Ernest Bloch’s Schelomo (Rhapsodie hébraïque) is one of the composer’s most moving works (part of a Jewish cycle of six works written between 1912 and 1916) that was inspired by the biblical Book of Ecclesiastes and the story of Solomon. Many regard it as Bloch’s signature work. It opens with a riveting solo, descending cello passage that plumbs the depths of emotion. Thirty-five-year-old acclaimed British cellist Natalie Clein nails it, pulling the listener into the epic symphonic narrative that follows, which is rife with mournful soliloquies.
On this stunning disc, the follow-up to the cellist’s Kodály CD, Clein teams the sprawling, 20-minute, single-movement Schelomo with Bloch’s wistful 1924 three-movement work From Jewish Life, shining during the cello solo at the close of the opening 'Prayer' movement, reveling in the work’s rich two-part counterpoint, and delivering a stirring reading of the final melodic 'Jewish Song' movement (which reflects Bloch’s training as a violinist).
Bloch’s second big-scale piece, Voice in the Wilderness, written 20 years after Schelomo, draws its essence from that earlier work.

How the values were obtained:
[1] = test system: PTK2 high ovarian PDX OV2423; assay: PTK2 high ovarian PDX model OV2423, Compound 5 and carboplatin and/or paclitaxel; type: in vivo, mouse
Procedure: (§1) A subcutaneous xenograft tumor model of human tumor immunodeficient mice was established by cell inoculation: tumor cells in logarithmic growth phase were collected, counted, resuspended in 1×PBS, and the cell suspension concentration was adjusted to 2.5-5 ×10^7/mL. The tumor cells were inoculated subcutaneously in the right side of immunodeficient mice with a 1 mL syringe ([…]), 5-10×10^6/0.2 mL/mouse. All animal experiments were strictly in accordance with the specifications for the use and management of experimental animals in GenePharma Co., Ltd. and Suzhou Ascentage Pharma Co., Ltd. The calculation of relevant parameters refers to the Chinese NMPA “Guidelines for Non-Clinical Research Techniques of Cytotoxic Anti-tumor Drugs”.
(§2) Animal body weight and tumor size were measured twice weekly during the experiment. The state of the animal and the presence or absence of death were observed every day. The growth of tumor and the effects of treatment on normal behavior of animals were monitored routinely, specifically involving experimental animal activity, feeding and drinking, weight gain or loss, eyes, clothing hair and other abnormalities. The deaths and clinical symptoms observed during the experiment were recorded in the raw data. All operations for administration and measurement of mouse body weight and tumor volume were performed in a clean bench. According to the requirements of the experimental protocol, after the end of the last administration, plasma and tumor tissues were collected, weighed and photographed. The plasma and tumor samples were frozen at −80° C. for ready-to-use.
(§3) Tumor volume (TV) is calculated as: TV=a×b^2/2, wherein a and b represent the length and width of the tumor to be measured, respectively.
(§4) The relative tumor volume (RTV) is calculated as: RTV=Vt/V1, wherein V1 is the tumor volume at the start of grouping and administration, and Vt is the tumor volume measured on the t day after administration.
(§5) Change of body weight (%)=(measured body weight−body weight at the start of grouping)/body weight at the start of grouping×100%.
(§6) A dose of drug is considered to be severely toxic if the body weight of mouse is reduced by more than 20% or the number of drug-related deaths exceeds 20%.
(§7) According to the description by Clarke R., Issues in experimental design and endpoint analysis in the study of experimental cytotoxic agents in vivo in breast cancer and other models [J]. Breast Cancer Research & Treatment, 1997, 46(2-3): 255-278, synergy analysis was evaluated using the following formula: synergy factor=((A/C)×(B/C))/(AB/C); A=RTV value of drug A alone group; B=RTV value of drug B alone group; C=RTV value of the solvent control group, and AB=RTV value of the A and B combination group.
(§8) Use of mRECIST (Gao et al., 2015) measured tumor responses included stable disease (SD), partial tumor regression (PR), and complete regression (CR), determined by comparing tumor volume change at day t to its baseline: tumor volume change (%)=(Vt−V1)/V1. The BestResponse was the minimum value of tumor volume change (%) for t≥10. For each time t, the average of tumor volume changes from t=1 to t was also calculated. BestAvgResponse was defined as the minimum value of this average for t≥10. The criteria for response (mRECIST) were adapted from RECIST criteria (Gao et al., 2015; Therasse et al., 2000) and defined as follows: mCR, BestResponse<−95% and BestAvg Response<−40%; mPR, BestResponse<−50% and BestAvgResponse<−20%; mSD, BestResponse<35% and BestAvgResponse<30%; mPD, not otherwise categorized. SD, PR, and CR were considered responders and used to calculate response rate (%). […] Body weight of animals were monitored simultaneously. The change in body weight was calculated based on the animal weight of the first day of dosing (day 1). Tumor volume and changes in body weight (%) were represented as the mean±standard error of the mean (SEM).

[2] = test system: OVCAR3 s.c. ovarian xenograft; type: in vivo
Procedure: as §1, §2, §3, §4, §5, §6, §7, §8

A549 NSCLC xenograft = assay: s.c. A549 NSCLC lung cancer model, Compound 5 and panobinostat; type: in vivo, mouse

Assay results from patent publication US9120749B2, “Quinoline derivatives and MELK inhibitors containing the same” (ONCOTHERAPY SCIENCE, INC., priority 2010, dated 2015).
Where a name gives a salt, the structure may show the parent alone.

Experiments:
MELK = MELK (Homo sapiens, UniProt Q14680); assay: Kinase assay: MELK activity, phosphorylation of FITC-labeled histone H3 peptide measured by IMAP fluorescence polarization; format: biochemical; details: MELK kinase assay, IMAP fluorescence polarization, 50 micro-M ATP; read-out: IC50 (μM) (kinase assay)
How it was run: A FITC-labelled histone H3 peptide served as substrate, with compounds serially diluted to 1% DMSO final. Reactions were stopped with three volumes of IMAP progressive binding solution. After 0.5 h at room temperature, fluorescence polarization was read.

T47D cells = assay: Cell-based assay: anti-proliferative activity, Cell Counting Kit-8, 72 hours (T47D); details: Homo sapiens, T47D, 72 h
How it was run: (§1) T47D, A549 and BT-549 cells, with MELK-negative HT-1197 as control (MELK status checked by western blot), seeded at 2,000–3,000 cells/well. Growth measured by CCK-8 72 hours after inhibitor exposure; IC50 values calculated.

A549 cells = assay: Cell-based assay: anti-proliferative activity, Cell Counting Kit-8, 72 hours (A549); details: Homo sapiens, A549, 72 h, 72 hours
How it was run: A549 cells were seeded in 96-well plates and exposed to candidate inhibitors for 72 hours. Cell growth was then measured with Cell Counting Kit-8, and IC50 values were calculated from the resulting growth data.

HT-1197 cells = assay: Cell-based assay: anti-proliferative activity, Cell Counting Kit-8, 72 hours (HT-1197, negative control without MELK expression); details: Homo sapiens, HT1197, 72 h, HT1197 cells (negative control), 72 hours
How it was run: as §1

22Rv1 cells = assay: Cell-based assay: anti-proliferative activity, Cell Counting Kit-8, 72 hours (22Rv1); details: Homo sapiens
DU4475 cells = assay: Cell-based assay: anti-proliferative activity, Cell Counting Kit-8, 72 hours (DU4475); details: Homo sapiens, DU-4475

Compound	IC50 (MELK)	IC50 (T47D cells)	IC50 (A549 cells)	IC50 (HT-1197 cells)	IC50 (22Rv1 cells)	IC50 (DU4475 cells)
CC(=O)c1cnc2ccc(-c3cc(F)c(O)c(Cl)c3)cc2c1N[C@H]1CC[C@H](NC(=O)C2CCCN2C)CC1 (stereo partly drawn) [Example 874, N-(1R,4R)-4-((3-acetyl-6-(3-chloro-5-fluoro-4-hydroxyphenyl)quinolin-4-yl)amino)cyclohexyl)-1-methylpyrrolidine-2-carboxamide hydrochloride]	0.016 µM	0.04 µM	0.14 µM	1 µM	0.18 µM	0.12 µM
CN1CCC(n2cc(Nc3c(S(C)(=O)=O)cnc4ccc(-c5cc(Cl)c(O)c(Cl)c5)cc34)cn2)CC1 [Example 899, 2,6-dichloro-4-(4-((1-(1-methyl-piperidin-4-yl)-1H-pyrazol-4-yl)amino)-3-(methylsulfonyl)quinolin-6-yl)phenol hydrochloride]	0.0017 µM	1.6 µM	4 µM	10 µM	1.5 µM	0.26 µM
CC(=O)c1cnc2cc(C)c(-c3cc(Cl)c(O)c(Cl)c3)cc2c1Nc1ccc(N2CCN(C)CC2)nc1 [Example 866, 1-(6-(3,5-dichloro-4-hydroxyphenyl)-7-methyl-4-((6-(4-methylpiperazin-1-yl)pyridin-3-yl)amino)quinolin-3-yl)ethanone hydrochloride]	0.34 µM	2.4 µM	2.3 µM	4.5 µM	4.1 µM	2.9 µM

Bloch noted that the movements are bound together by the theme of 'reminiscence' and there is a strong meditative mood to many of the passages (the work was conceived for the piano), especially the ethereal finale. Throughout, Clein shows restraint when needed, opting to carry these sonic prayers aloft on wings of rich, warm, round tone.
Nowhere is that more obvious than her stirring treatment of the closing track, Max Bruch’s nine-minute, single movement Kol Nidrei ('Adagio on Hebrew Melodies', Op 47).
Clein is a gifted interpreter of these nearly sacred musical themes, lovingly devoted to expressing the composers’ visions of what she calls 'the early 20th century yearning for a sense of identity and nostalgia for an imagined past, a past already being swept aside in favor of modernity and globalization.'
And kudos to the talented Israeli conductor Ilan Volkov, whose sympathetic, restrained approach never treads on the tender solo cello passages—Clein and Volkov are a match made in heaven.